- Exercise and/or walk daily for 30–60 min, 3 to 5 times per week
- Do not ignore the urge to defecate
- Try to spend less than 3 min on the toilet
- Attempt to defecate every morning and 30 to 40 minutes after eating
- Keep your area clean by washing it after a bowel movement
Clickhere to learn more about why these interventions were selected
Control Group: Pregnant Women received standard physical and dietary pregnancy recommendations. These were not specific recommendations to prevent hemorrhoids.
The study found a lower hemorrhoid rate in the intervention group (40.8%) at the time of discharge than the control group (15.4%). Additionally, the intervention group did not report any side-effects that would contribute towards a miscarriage.
What Hemorrhoid Products are safe to use during pregnancy?
It is important to note that in most women hemorrhoids will pass soon after giving birth. Treatment can be started if symptoms persist. It is always important to speak with your OBGYN before using any over-the-counter creams and suppositories. Most of these products are widely accessible and can be purchased in the comfort of your own home.
Sitz baths – Warm water baths or Sitz Baths may be useful for soothing anal itching or burning, as they often contain anti-inflammatory substances. Sitz Soak can be added to warm water for additional relief. In case of any allergens, be sure to check the ingredients of Sitz Soaks before purchasing. This Sitz Bath Salt is made of Epsom salt, organic coconut oil, witch hazel, chamomile oil, ale vera, and other natural ingredients to soothe pain and support hemorrhoid recovery.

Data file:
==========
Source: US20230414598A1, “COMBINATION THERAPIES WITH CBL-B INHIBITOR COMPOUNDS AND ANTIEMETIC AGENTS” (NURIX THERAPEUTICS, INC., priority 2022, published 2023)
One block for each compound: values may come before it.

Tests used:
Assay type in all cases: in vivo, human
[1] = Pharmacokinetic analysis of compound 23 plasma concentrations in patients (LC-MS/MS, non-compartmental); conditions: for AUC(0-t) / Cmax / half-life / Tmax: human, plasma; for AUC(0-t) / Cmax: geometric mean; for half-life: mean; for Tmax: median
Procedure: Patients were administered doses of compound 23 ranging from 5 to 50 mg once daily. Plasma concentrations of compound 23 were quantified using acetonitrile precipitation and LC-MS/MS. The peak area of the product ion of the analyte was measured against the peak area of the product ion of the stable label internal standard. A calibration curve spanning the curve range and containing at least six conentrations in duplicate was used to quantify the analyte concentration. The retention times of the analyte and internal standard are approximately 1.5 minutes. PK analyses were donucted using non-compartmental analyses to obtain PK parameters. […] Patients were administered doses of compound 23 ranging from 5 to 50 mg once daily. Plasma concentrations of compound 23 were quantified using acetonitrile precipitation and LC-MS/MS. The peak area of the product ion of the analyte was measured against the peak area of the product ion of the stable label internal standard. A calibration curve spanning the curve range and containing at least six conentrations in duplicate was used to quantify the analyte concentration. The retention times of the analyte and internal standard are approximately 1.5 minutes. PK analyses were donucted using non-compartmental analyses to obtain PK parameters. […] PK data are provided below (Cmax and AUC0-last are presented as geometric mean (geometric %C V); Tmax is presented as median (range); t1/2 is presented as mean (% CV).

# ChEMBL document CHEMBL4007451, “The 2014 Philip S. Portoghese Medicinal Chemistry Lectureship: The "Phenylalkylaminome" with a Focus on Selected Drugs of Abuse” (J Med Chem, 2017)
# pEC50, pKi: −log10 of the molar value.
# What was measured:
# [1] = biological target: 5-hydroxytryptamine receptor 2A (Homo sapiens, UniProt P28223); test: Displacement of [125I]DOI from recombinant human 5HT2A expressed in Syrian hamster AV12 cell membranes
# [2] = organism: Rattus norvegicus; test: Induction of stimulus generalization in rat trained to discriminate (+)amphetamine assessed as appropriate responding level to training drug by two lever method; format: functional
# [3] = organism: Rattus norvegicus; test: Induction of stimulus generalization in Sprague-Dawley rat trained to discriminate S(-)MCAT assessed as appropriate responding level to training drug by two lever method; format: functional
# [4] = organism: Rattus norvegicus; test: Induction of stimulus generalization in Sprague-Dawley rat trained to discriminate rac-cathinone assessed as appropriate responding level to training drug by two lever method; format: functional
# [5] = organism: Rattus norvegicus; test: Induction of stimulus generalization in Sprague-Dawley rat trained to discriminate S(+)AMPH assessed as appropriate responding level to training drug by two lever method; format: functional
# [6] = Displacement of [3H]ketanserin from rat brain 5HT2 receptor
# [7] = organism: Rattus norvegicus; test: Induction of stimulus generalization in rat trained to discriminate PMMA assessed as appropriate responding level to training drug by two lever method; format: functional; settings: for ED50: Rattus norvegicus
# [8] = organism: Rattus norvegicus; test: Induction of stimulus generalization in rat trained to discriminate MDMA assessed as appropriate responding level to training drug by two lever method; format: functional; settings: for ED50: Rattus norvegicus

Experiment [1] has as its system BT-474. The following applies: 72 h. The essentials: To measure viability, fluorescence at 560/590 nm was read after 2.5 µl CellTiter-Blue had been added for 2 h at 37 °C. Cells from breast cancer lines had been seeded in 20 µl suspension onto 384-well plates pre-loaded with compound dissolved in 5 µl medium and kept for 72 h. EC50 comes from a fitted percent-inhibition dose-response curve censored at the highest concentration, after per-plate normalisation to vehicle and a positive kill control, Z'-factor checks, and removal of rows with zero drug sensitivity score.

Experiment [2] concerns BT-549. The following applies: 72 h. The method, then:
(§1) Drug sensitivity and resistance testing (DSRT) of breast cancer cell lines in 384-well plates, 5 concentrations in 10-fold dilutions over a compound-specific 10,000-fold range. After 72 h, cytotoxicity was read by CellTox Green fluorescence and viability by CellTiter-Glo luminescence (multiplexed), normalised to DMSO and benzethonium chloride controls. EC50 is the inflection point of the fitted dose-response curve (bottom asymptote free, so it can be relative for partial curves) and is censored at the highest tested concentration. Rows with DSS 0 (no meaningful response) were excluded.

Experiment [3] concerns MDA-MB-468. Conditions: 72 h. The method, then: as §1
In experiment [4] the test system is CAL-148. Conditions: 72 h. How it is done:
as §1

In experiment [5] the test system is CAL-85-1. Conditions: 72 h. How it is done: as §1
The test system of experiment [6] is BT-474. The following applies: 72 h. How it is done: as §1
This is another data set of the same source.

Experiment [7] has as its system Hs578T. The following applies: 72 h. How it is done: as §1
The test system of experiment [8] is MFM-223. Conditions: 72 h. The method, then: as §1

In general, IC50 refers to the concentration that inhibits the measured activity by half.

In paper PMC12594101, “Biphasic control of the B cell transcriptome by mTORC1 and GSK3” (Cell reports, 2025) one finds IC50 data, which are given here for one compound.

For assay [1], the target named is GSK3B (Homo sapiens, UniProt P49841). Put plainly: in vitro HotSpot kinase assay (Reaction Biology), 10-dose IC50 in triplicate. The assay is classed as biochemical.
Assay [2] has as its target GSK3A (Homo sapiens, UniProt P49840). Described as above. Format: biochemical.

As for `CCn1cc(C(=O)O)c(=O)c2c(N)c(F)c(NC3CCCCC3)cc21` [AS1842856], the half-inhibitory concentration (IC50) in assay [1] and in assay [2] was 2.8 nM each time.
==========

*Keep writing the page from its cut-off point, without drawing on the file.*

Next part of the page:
Witch Hazel is often an ingredient in Sitz Baths, but it can also be bought as pre-made pads. Witch hazel pads usually come as round cotton pads that are soaked with witch hazel solution. If you only have the solution handy, no worries, you can make your own pads by dipping the cotton into the solution. Once you prepared your pad, gently press on the area for about a minute. You should feel relief quickly. Witch hazel has anti-inflammatory properties that may be beneficial for symptom relief.